• Your midwife should also be made aware of when you are going to call her for assistance at home during your labor. Depending on the policies of your midwife, you may both decide on a rough estimate of when she should expect a call from you to come over to your home and assist with the birth. It may be necessary for you to give birth in a hospital if there are complications.
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    Discuss your pain management options. Labor is an intense and painful process. Your doctor should outline your pain management options and you should agree on what level of pain you are going to sustain without or with medication. You may choose one or several of these options: [8]
    • Epidural: This anesthetic is injected directly into your spine, bypassing your bloodstream. This makes it safer for your baby and ensures you receive quick pain relief. It is a popular pain relief option for many women in labor. Though it can take 15 minutes or longer to kick in, epidurals can be administered as soon as you request it, even if you are not dilated to a certain amount. The anesthesia will numb your entire lower body, including the nerves of your uterus, thereby numbing the pain of your contractions.
    • Pudendal block: This is used to relieve early second-stage labor pain and is usually reserved for when you are at the vaginal delivery stage. Your doctor may use this medication if he needs to use forceps or a vacuum vaginal extraction. It will reduce pain in your perineal or vaginal area but you will still feel your contractions.
    • Spinal block or saddle block: These pain relievers are rarely used for vaginal births. They are given in a single dose right before delivery if you did not have an epidural during labor but want pain relief for your delivery. They are fast acting pain relievers and you will be numb during your delivery. If you get a spinal block, you will need to stay flat on your back for eight hours post delivery.
    • Demerol: This pain-relieving drug can be administered via a shot in the buttocks or an IV. You can be given Demerol two to three hours before you give birth and then given doses every two to four hours. The drug will not interfere with your contractions, and some women are given Demerol to give their contractions a more normal rhythm.
    • Nubain: This is another pain-relief drug that is administered via IV. It is a synthetic opioid that does not numb the body but can reduce pain and anxiety.[9]
    • Some doctors may use nitrous oxide (like they use in dental offices).
    • General and regional anesthesia: General anesthesia is rarely used for delivery and only used for emergency surgical births. You will inhale or receive it via injection and it will put your entire body to sleep as the doctor performs an emergency Cesarean. It may also be required if you have a difficult vaginal breech birth to help deliver your baby’s head. You will be knocked out for the entire birth on general anesthesia and it can cause you to feel queasy and nauseous once you wake up from the birth.
    • Natural birth (drug free): If you are concerned about using pain medication during your labor, you may decide to go for a drug free natural birth. Talk to your doctor about going unmedicated during your labor, or using a combination of medication and natural birthing techniques.
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    Determine if you are going to personalize the birthing environment. If you are giving birth in a hospital, you should discuss any specific requests for the birthing environment in your hospital room. This could include dimming the lights, playing music, or wearing your own clothes as you give birth. Your doctor should be made aware of any specific request for the birthing area before you give birth.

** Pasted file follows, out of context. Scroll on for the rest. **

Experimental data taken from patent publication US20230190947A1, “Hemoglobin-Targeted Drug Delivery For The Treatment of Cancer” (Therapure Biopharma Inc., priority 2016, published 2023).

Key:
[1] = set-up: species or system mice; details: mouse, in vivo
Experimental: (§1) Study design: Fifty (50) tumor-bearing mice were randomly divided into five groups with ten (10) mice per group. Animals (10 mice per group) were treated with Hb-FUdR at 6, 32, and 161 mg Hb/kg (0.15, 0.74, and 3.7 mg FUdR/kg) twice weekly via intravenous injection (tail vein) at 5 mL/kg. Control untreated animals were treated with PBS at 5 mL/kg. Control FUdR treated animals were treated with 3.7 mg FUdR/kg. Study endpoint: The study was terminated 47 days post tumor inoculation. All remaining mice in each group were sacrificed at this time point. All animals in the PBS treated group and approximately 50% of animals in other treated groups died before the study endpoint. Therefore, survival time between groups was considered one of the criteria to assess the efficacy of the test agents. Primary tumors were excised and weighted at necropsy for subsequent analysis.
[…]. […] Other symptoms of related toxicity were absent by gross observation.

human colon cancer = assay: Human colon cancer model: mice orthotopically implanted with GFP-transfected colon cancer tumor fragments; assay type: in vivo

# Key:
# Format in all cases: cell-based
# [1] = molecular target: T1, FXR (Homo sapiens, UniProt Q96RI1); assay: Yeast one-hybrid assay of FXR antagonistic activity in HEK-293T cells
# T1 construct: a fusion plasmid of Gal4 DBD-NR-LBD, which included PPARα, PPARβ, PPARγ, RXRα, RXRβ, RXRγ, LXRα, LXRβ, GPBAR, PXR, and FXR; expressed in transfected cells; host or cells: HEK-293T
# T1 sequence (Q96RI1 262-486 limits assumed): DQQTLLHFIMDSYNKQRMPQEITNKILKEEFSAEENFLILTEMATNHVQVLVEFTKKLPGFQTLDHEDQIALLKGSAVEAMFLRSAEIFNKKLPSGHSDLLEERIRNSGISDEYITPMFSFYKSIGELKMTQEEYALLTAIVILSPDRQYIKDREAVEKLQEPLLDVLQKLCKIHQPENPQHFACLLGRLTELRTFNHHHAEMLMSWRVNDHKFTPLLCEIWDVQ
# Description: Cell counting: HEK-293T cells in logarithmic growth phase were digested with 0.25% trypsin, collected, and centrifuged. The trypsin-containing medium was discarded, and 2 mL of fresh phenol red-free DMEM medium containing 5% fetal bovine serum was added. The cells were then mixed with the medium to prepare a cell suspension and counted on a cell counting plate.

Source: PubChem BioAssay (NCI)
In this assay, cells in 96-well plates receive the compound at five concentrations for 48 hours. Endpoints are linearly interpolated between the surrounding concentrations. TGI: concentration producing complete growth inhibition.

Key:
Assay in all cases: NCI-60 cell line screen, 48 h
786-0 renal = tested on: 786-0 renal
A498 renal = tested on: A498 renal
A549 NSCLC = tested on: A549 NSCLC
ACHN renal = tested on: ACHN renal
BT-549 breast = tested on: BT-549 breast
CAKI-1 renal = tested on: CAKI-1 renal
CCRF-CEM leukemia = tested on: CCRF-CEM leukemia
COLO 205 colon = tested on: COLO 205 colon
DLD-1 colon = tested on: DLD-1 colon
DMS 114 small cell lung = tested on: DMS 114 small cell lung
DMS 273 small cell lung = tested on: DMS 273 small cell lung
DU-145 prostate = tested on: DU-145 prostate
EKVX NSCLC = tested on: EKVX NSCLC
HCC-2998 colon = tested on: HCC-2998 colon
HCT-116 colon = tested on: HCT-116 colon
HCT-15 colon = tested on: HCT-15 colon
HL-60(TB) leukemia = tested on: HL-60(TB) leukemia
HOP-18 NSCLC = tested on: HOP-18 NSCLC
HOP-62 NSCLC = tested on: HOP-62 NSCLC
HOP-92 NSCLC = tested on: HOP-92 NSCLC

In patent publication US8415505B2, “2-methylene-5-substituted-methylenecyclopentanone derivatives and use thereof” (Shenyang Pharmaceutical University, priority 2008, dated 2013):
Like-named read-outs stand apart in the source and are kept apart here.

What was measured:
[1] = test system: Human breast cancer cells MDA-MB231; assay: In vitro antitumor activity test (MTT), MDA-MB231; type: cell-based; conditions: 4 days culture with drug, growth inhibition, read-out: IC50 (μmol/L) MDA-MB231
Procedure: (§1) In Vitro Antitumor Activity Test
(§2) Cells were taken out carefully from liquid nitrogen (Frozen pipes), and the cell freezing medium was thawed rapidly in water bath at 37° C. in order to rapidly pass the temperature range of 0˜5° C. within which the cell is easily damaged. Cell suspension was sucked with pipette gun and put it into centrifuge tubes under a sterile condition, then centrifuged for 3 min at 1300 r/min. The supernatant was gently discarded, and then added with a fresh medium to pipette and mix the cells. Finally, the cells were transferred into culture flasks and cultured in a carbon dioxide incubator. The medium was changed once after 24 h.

• If you are giving birth at home, you should discuss the birthing environment with your partner and your midwife. You may decide to give birth in your bathtub or in a special pool made for home births. You may also decide to have music playing, lighting and other calming elements in the environment during the birth.
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    Ask your doctor about situations that may require a Cesarean delivery. It’s important that you prepare for the possibility of a C-section in your birth plan. Phrase this as: "In the event it is necessary to perform a Cesarean delivery…". Depending on your pregnancy, your doctor may recommend a C-section for medical reasons or your doctor may be required to perform a C-section in an emergency situation during your labor. Your doctor may recommend a C-section if:[10]
    • You have certain chronic medical conditions like heart disease, diabetes, high blood pressure, or kidney disease.
    • You have an infection like HIV or active genital herpes.
    • Your baby’s health is at risk due to an illness or a congenital condition. If your baby is too large to move safely through the birth canal, your doctor may advise a C-section.
    • You are overweight, as being obese can cause other risk factors and may require a C-section.
    • Your baby is in the breech position, where she is feet-first or butt-first and cannot be turned.
    • You have had a C-section during your previous pregnancies.
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    Decide if you are going to breastfeed soon after delivery. Skin-to-skin contact during your baby’s first hour in the world is important for your baby’s health and to help you and your baby bond. This is called the Golden Hour and it is often recommended that you have skin-to-skin contact with your baby as soon as possible post-delivery. You should also decide if you are going to breastfeed after your baby is born, as the hospital should be made aware of your wishes. [11]
    • Keep in mind the American Academy of Pediatrics (AAP) recommends that mothers breastfeed their newborns for the first six months of life and continue to breastfeed for at least 12 months. Breastfeeding can protect your baby from infections and reduce her risk of health problems like diabetes, obesity, and asthma.[12]